Jason Chaffetz, chairman of the House Oversight Committee, apparently thinks the US Postal Service might be using money saved from service cutbacks in its “market dominant” products (e.g. first class mail) to finance expansion of its package delivery business and other “competitive” services. Under the 2006 PAEA law, competitive products have to pay their own way, and the USPS is required to pay the equivalent of corporate income tax on competitive revenues. Those “tax” payments are then supposed to help support the postal service’s market dominant, “universal service” products.
Chaffetz suggests the USPS might be doing just the opposite. In a letter to Postmaster General Megan Brennan, Chaffetz points out that the USPS has said as much in its own public staements, pointing to a faq published on the Network Rationalization site that says cost savings from plant consolidations and other cutbacks “should better position the Postal Service to make the needed investment in package processing and other automation equipment, and in our delivery fleet, which will help us to grow our package business”
So the Committee is asking the USPS to provide documentation on just how it separates costs and revenues from the different services. The documents are due May 26, and a committee hearing will no doubt follow soon thereafter.
Here’s the text of the Chaffetz letter:
Dear Postmaster General Brennan:
Since fiscal year 2008, competitive products volume has grown from 1.574 billion pieces in fiscal year 2008 to 3.448 billion pieces in fiscal year 2014. Market dominant mail volume has declined dramatically over the same period, from 201 billion pieces to just 152 billion pieces. As a result, the Postal Service now relies on competitive products for 22.5 percent of its total revenue, more than double the percentage in 2008.
While the Postal Services recent package related revenue growth has provided a much needed financial bright spot, the Postal Service must abide by the necessarily complicated legal framework to ensure compliance with the statutory prohibition on cross-subsidization of competitive products by market dominant products and revenue.
Under this regulatory scheme established as a result of the Postal Accountability and Enhancement Act of 2006 (PAEA) the Postal Service is required to account for the costs attributable to market dominant and competitive products separately. Competitive products are then required to cover all attributable costs, plus a share of the institutional costs,at a rate determined by the Postal Regulatory Commission. Additionally, the Postal Service is required to pay a portion of competitive products revenue to the market dominant side of its ledger to approximate any federal taxes owed on what would be considered competitive side profits if the Postal Service were a private sector company.
The growth in competitive products revenue makes the PAEAs related provisions far more important than expected at the time of enactment. Opportunities for unlawful cross subsidization exist in a number of areas. In fact, some of the Postal Services actions and public statements have heightened the Committees concerns about cross-subsidization. For example, a Frequently Asked Questions” document the Postal Service produced regarding its Phase 2 Network Rationalization plan stated:
Cost savings realized through this and other initiatives should better position the Postal Service to make the needed investment in package processing and other automation equipment, and in our delivery fleet, which will help us to grow our package business.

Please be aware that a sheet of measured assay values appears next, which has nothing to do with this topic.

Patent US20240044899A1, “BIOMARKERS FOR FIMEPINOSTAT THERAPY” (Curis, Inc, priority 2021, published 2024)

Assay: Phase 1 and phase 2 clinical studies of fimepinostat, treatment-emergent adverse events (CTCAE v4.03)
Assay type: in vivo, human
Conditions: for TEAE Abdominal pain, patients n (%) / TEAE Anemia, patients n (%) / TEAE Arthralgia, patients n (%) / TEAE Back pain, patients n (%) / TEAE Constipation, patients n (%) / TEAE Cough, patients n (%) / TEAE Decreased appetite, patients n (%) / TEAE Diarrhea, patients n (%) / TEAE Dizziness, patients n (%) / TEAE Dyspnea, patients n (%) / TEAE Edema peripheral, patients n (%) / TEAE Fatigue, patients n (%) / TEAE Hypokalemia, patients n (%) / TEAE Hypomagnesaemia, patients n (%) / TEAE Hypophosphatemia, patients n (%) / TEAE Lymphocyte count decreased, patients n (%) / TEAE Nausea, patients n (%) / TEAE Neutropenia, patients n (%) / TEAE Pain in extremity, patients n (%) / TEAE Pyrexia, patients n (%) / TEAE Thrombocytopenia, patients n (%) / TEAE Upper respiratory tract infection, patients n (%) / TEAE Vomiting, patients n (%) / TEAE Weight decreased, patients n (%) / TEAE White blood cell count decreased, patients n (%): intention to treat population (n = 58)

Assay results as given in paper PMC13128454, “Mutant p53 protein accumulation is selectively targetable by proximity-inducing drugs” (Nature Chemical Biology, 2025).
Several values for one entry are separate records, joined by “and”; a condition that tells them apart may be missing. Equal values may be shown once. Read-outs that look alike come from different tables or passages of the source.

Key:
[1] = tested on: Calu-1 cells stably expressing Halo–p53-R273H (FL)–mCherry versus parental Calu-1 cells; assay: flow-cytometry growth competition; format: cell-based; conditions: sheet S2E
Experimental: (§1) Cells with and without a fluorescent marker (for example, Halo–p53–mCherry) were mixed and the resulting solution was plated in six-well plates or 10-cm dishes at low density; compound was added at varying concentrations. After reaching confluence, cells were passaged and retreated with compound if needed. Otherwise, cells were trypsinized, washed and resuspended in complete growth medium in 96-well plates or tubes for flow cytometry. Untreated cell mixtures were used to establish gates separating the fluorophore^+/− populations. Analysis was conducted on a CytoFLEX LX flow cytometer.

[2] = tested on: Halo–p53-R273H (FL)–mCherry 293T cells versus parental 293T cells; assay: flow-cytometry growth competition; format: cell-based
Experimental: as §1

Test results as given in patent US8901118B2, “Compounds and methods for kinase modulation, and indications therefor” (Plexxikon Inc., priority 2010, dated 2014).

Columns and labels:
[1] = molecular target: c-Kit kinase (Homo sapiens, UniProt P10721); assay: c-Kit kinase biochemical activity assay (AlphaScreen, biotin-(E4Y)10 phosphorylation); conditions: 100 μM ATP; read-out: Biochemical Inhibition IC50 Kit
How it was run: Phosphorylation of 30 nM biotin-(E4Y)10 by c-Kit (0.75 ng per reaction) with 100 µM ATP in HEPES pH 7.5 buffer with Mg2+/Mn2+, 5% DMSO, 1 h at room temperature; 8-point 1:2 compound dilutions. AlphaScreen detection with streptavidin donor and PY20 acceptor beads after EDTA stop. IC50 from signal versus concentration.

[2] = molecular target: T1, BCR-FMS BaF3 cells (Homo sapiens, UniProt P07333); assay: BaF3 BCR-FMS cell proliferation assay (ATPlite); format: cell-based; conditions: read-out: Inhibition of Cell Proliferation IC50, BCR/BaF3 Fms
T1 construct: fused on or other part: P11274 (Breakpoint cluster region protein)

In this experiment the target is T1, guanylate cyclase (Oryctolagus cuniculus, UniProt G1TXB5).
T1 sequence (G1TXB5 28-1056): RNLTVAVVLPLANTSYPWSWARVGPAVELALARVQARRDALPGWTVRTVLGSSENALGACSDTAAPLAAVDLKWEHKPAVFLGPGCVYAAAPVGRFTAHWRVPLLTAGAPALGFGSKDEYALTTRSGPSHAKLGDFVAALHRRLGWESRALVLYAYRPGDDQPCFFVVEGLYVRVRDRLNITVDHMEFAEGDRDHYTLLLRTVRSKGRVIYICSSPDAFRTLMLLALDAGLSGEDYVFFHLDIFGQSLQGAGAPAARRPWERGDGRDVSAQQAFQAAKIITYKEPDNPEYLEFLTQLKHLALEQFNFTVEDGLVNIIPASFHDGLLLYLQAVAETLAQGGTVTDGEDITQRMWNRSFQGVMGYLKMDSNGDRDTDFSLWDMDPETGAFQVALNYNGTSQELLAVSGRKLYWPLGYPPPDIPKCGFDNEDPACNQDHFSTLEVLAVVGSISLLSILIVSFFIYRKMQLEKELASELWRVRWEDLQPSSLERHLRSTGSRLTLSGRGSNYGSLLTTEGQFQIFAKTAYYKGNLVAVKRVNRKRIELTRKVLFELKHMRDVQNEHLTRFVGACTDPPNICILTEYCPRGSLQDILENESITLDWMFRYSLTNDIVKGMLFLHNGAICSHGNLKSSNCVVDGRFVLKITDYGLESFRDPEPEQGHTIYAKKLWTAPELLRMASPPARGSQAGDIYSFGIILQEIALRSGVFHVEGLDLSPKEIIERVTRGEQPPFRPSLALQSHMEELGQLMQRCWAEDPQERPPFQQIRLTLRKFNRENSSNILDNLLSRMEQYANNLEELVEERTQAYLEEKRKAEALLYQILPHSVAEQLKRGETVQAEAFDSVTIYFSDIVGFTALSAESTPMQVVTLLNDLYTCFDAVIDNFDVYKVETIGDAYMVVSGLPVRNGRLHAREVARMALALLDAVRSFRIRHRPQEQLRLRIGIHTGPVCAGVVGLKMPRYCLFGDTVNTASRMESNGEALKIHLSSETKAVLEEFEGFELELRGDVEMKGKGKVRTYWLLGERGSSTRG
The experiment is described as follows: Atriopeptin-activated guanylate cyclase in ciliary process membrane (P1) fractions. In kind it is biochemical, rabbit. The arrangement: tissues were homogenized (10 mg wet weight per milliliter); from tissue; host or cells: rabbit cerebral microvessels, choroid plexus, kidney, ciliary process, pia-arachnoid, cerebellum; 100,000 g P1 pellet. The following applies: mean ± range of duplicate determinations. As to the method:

Given that Postal Service package delivery” products are almost solely competitive in nature, it is important to ensure the bright line separation between market-dominant and competitive products is maintained.
To help the Committee better understand the state of the Postal Services competitive products operations, we are requesting information regarding competitive products assets, revenue, service performance, and other materials. Specifically, please provide the following documents and information no later than 5:00 pm. on May 26, 2015:
- Service performance comparisons for each competitive product for fiscal year 2008 through fiscal year 2014.
- A list of all capital assets over 10 million purchased since October 1, 2007, and a depreciation schedule outlining how each purchase was subsequently expensed to market dominant and competitive products.
- A detailed explanation of the planned cost attribution to market-dominant and competitive products for the Next Generation Delivery Vehicle Acquisition Program.
- A detailed explanation of why cost attribution, as a percentage of total costs, has declined since the passage of PAEA.
- Pro forma financial statements in an Income Statement format proscribed by Generally Acceptable Accounting Principles for the following products: First-Class Mail, Standard Mail, each Competitive Product, and other for fiscal year 2008 through fiscal year 2014.
- The Postal Services methodology used to attribute costs for packages delivered on Sundays, including how USPS determines which costs are attributable and institutional and how USPS allocates attributable costs to market-dominant and competitive products.
- The Competitive Products Enterprise Statement of Allocated Assets and Liabilities required by 39 CFR §3060.14 for fiscal year 2008 through fiscal year 2014.
- The Income Report, the Financial Status Report, the Identified Property and Equipment
Assets Report, and the Competitive Products Report that were required to be filed with the Postal Regulatory Commission pursuant to 39 CFR 3060.20 for fiscal year 2008 through fiscal year 2014.
The Committee on Oversight and Government Reform is the principal investigative oversight committee of the US. House of Representatives and may at any time” investigate any matter” as set forth in House Rule X.